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Top contractors support drive for British timber scheme

New findings published today by Grown in Britain show that 92 per cent of major UK construction contractors would back an industry-wide commitment to use more home-grown timber and over 60 per cent would specify it in their contracts.

The research, which sought the views of UK Contractors Group members, including BAM, VINCI Construction and Kier, on their use of timber, comes as the second annual Grown in Britain Week gets underway to highlight the important role timber plays in the UK economy.

Alongside support for a commitment and contract clauses, the results show that 85 per cent of major construction contractors would support Grown in Britain’s aim to increase UK woodland coverage, and 77 per cent would be willing to help their supply chains better source home-grown wood products.

In order to support increasing demand for home-grown timber from the construction industry, Grown in Britain has developed the first ever licensing scheme to identify British timber and wood products.

The licence, launched in the summer, provides the supply chain, customers and procurement teams with a guarantee of the origin of timber products and is helping to bring millions of tonnes of British timber to the market.

Dougal Driver, CEO of Grown in Britain, explains:

“The results of our research are very exciting. While our research suggested almost 60 per cent of the timber used in the construction industry comes from the EU, the message from the sector is clear; we want to use home-grown timber where we can. In fact, 70 per cent of the contractors we asked thought their clients would prefer more materials to be sourced from Britain.
That’s a remarkable figure, and our role now is to help the construction industry respond to this demand.
Our new licensing scheme is a key way to achieve this and provides the supply chain with a robust method of sourcing British timber, making it possible to respond to client demands, demonstrate leadership and support the creation and management of UK woodlands.”
Since launching in 2013, Grown in Britain has continued to attract high profile support from major contractors and businesses including BAM, Travis Perkins, B&Q and landowners such as the Crown Estate. At last year’s Grown in Britain Week, the UKCG agreed a joint statement of preference to use British timber wherever possible.

Steve Cook, Chair of Grown in Britain and Principal Sustainable Development Manager at Willmott Dixon, said:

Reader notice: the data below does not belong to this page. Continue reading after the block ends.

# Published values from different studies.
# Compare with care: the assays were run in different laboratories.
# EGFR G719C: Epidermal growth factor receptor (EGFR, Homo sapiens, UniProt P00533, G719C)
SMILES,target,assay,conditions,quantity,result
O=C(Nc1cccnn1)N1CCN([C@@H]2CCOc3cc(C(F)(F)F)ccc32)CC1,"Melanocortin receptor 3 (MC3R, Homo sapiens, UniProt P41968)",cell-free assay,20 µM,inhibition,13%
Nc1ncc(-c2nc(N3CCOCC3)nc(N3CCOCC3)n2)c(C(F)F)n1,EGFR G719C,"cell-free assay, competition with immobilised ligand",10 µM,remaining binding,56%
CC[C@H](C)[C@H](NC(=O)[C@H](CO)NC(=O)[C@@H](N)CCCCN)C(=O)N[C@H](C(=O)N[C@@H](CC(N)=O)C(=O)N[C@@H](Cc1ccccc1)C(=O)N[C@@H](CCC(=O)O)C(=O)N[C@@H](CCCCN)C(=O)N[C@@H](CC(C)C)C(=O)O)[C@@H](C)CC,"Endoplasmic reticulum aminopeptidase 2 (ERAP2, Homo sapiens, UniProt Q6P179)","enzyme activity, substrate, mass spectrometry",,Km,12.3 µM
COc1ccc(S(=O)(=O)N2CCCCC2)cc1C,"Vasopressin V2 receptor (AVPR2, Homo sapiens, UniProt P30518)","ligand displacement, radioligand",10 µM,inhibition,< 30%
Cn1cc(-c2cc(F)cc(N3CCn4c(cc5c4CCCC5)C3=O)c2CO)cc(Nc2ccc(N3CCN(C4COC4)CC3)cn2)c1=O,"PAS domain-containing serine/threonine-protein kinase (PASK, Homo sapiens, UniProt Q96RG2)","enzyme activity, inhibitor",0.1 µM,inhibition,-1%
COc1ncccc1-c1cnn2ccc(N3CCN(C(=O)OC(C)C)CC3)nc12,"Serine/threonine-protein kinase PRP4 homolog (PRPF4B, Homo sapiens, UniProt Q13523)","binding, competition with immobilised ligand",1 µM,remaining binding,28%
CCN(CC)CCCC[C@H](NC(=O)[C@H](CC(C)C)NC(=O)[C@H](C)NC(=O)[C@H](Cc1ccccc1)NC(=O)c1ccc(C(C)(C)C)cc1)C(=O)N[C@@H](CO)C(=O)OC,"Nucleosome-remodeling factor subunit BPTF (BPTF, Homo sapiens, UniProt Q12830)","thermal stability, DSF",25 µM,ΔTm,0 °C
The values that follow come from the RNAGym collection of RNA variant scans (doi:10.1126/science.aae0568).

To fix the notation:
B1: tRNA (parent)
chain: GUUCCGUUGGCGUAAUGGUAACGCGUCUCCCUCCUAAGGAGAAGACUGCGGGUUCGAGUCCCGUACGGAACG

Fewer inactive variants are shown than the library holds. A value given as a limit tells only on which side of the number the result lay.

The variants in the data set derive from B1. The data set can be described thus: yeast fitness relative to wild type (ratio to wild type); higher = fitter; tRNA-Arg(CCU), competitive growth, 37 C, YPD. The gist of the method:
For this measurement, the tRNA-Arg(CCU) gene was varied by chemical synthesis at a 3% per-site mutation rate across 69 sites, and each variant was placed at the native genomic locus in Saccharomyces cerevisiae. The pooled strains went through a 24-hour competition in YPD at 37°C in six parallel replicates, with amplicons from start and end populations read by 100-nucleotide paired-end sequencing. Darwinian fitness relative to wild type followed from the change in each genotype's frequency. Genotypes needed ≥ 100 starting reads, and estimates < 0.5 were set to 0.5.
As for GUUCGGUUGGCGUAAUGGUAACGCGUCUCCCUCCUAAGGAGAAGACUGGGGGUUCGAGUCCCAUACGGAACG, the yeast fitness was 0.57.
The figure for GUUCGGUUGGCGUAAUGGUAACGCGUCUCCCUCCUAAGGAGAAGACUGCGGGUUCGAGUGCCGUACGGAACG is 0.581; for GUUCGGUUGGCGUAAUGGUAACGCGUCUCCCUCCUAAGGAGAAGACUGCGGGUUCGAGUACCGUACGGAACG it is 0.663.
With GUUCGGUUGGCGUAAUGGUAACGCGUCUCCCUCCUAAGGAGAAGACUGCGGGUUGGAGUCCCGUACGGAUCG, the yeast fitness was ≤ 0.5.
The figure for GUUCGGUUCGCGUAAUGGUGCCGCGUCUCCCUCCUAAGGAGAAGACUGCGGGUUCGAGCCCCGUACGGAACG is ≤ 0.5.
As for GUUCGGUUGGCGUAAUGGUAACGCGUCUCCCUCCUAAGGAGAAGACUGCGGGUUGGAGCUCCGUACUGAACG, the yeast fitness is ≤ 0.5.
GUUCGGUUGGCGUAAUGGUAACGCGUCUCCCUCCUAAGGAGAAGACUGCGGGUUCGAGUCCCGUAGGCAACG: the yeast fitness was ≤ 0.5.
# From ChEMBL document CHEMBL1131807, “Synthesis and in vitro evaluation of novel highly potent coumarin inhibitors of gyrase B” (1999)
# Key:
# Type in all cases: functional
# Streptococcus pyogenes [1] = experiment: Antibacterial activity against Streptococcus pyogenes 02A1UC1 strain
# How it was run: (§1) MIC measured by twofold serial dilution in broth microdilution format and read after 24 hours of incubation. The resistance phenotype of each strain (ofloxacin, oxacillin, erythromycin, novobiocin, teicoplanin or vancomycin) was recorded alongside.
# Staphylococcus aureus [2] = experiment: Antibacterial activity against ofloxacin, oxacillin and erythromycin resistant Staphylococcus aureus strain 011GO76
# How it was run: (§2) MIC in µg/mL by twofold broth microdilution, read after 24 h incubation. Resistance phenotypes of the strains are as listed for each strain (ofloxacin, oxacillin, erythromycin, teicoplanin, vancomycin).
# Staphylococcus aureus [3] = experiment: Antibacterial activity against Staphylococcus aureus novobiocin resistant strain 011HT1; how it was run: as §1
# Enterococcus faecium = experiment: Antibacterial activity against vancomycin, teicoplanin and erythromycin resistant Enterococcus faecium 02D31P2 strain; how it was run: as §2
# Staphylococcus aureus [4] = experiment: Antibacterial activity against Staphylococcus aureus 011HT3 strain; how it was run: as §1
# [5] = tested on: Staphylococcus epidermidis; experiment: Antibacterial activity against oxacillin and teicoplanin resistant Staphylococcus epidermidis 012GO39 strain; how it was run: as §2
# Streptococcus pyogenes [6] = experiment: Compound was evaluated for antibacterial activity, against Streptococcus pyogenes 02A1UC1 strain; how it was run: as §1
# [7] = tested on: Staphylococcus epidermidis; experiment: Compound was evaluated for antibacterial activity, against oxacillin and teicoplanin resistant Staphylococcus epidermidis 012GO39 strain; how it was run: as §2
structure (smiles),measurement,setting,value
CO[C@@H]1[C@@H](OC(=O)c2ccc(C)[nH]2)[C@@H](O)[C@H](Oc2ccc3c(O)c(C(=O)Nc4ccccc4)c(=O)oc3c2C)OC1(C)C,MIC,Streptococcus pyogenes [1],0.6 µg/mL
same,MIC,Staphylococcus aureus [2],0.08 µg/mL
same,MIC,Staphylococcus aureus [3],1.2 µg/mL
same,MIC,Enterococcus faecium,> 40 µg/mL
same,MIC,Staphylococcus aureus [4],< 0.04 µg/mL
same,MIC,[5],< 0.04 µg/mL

“Local procurement is an important talking point for the UK construction industry, partly driven by the Social Value Act and is increasingly seen as a key performance indicator for clients and Government alike. Until now though, it has been hard to identify British timber in the market place.
The work Grown in Britain is doing will not only help contractor procurement teams and the supply chain identify where timber is coming from, but also stimulate demand for more British timber which in turn encourages investment into woodlands and forests. That will increase supply, but also ensure woodland creation across the country – which is good for people, wildlife and the economy.”

To underline their commitment and support, contractors Willmott Dixon launched the second Grown in Britain week by inviting Secretary of State for Environment, Elizabeth Truss MP, to a site in Kilburn to see, firsthand, use of homegrown timber in UK construction.

The Secretary of State, Liz Truss said:

Secretary of State Liz Truss on site with Grown in Britain launching GIBweek2014“Forestry plays a critical role in our economy, providing the raw materials used by many businesses in the UK.
The British timber industry is now the seventh largest in Europe…
Grown in Britain is doing brilliant work in increasing the demand for British wood products and attracting investment to the sector.”

Charlie Scherer, Chief Operating Officer for Willmott Dixon Housing said:

Secretary of State Liz Truss on Site with WIllmott Dixon“A stronger UK timber industry is better for our business. Operating in the construction, maintenance and retrofit sectors, we use a vast amount of timber.
With global demand for timber set to triple by 2050, the more the UK is able to meet its future needs, the more sustainable and resilient we will be as a sector. 
We want to play an active part in delivering initiatives that leave a real legacy and supporting Grown in Britain is a clear way in which we can make a difference in local communities for generations to come. “


The Grown in Britain initiative is about bringing together people and businesses from across the forestry, construction and retail sectors to both generate demand, and support woodland creation and management. Grown in Britain Week 2014 will be marked by a series of national events, celebrating progress to date.

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Read more about the UK timber licence